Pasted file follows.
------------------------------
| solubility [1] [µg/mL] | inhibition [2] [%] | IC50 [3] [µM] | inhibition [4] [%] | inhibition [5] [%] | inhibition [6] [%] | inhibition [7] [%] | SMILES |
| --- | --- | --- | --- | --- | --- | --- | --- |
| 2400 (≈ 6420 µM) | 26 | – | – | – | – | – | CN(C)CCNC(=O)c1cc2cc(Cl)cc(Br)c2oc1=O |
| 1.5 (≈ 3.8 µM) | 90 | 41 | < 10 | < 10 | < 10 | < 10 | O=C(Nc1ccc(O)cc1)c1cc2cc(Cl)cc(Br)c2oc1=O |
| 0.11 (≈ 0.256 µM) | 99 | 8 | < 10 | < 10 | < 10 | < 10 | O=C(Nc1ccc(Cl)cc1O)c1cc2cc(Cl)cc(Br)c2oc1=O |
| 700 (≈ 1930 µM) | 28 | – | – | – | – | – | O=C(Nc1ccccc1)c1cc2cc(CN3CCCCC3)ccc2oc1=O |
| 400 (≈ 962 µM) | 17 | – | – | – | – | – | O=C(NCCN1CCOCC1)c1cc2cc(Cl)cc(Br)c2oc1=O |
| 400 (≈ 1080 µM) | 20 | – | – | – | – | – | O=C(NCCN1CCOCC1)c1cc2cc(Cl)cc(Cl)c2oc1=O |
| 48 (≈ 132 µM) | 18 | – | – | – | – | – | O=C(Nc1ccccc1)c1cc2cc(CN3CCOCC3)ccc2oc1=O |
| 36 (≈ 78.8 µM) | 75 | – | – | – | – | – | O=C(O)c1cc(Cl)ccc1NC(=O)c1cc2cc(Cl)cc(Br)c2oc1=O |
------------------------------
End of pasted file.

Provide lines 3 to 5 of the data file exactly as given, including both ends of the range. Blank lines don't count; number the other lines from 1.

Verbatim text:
| 2400 (≈ 6420 µM) | 26 | – | – | – | – | – | CN(C)CCNC(=O)c1cc2cc(Cl)cc(Br)c2oc1=O |
| 1.5 (≈ 3.8 µM) | 90 | 41 | < 10 | < 10 | < 10 | < 10 | O=C(Nc1ccc(O)cc1)c1cc2cc(Cl)cc(Br)c2oc1=O |
| 0.11 (≈ 0.256 µM) | 99 | 8 | < 10 | < 10 | < 10 | < 10 | O=C(Nc1ccc(Cl)cc1O)c1cc2cc(Cl)cc(Br)c2oc1=O |